Dark circles are due to a variety of factors. There is no one, single cure and sometimes, a combination of treatments is required. Understanding the different causes will help you be aware of the varied treatments.
Firstly, the problem can be in the skin around the eyes, which is more darkly pigmented than the surrounding skin. This is commonly seen in dark skin where on stretching the eyelid skin taut, you can see a darker pigment in the skin itself. Secondly, some people have creepy, crinkly skin around the eyes, which traps light and makes it appear darker.
The most common cause, however, is due to the congestion of blood vessels. This can either be in a thin network of vessels that lies beneath the eyelid skin or in the eyebag fat itself. Eyebags also create a bulge just below the eyes, which casts a shadow, making the dark skin look worse and delineating the junction between the eyebags and the cheeks.
Whenever I examine patients with dark eye circles, I am struck by how many of them have eyebags with some degree of vascular congestion, which makes the eyelid appear bluish, purplish or sometimes greenish. This explains why the lack of sleep makes them more prominent – it is the buildup of decongested or deoxygenated blood in the eyebag vessels. It may also explain why, after two kids, and I am sure many sleepless nights, your eye circles look worse.
Some individuals have a combination of all of these reasons and each has to be treated separately. When eyebags are responsible for the dark rings, then it is only logical to remove them surgically. I prefer an approach that involves a cut in the back of the eyelid, as this allows the fat to be removed without damaging the skin and muscle. There is also no external scar. I then use a laser to remove the greenish veins around the eyes.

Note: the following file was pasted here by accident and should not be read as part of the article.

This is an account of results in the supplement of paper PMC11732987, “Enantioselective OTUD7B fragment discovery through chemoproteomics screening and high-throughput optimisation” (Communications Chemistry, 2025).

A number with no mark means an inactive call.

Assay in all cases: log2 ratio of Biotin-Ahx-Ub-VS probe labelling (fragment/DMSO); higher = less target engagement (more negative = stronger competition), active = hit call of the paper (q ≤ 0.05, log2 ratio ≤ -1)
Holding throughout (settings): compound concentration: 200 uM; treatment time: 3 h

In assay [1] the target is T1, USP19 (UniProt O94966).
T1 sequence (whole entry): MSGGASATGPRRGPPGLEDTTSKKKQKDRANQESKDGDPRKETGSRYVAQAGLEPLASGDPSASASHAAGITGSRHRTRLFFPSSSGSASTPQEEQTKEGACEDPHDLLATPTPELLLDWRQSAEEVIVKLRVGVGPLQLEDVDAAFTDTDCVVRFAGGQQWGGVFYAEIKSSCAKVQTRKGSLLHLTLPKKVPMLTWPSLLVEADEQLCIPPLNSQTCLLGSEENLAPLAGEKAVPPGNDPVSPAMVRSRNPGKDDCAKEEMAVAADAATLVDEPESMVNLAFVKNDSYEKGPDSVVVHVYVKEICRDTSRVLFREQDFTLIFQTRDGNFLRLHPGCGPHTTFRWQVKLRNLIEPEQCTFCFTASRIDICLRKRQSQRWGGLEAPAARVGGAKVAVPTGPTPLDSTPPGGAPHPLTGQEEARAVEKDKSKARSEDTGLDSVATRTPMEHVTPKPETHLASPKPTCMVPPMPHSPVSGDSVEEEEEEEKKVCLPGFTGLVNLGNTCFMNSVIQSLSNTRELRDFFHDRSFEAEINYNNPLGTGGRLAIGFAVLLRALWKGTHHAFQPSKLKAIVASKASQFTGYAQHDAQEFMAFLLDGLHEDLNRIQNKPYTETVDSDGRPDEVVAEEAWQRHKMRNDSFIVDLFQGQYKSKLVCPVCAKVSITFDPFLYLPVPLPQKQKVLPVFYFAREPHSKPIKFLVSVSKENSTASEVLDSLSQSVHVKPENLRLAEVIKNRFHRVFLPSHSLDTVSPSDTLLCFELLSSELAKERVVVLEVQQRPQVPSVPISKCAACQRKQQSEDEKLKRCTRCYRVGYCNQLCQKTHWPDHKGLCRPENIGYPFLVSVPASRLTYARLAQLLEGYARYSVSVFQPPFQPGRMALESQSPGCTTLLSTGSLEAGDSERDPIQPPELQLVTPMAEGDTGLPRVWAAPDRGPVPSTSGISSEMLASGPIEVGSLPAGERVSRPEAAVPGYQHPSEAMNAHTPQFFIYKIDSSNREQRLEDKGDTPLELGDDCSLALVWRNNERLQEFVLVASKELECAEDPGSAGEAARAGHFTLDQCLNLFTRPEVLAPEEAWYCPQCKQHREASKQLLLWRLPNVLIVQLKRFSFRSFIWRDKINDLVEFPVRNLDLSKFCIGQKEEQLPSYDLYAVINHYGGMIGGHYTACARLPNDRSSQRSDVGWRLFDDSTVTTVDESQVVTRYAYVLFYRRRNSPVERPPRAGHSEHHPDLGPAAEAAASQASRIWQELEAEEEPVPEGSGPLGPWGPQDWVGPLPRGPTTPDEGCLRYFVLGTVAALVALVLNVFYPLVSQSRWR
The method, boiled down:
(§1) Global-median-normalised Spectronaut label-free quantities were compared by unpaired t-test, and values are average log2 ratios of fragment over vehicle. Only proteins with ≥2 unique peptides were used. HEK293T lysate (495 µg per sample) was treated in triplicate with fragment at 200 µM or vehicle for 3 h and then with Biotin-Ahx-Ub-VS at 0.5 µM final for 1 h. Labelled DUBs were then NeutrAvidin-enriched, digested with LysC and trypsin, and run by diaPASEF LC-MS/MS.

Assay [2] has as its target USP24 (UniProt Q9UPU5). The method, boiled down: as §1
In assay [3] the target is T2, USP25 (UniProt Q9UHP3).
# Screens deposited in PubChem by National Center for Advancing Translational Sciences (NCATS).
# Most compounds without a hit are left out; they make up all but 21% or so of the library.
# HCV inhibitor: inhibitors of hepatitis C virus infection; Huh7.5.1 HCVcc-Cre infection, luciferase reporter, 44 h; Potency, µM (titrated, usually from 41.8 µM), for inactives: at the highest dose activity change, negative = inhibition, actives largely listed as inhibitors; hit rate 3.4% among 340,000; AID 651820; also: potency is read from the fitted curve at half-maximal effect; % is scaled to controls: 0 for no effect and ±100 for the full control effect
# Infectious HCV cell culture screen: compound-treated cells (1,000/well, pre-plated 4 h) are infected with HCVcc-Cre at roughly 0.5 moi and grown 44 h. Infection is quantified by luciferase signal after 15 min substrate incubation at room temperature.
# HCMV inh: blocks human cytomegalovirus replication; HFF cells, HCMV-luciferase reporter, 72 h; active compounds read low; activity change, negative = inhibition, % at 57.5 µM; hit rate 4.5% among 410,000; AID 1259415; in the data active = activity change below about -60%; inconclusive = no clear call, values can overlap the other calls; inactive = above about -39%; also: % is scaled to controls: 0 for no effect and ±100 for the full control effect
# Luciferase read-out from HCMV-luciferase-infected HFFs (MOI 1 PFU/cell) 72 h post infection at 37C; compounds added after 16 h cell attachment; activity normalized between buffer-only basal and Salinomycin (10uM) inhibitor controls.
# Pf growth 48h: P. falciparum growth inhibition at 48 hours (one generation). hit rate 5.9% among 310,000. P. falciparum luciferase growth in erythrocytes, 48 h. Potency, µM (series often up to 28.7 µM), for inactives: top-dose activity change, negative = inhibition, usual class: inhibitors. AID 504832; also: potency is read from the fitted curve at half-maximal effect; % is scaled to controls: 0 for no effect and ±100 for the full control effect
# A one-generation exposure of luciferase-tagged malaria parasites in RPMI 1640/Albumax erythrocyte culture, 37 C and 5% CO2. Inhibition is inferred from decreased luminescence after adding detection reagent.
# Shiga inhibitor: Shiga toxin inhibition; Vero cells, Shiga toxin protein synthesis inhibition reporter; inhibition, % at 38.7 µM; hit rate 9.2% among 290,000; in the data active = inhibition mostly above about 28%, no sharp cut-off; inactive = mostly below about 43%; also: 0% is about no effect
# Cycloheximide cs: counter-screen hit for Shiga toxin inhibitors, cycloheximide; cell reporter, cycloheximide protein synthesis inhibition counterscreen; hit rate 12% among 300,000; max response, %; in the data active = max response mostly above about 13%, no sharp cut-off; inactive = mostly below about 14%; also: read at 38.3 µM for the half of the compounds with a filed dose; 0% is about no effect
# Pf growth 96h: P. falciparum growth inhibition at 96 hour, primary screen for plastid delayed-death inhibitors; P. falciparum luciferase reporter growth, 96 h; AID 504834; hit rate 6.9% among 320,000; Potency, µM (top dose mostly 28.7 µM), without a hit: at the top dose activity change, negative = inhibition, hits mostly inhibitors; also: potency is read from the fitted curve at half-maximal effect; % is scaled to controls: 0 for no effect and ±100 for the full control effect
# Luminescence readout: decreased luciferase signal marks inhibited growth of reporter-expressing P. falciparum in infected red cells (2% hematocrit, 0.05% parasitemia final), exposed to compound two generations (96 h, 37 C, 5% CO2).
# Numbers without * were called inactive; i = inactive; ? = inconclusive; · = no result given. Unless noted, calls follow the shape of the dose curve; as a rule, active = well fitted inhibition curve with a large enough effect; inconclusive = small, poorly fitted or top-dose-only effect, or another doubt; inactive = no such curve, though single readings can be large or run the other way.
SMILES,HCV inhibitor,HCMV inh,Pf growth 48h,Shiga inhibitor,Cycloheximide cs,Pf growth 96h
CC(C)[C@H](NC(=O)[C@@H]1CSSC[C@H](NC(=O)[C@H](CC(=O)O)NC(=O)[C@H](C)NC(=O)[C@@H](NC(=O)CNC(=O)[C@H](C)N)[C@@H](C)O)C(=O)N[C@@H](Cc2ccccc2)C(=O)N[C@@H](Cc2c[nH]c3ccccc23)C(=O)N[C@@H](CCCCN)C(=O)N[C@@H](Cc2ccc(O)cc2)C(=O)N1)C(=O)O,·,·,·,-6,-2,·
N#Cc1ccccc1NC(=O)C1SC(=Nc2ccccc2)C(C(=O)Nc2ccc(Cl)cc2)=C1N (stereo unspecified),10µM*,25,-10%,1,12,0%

If there is pigment in the skin or the presence of fine red vessels that make the eye rings look purplish or reddish, I use Intense Pulsed Light (IPL) to reduce this. I sometimes combine this with the Cooltouch laser if there is creepy skin.
This helps to stimulate collagen production and make the eyelid skin more taut. Microdermabrasion also seems to have a positive effect on smoothening the creepy skin. If the pigment around the eyes is very dark and prominent, then I recommend the use of a pigment laser to burn it away. The only problem is that there is considerable downtime and some post-laser pigmentation which may take several months to subside.
Thankfully, it always does subside. I also recommend antioxidant creams, anti-pigment creams and medically approved anti-wrinkle creams to help smoothen and lighten the eyelid skin. I also warn patients that it may take several months before they can see results.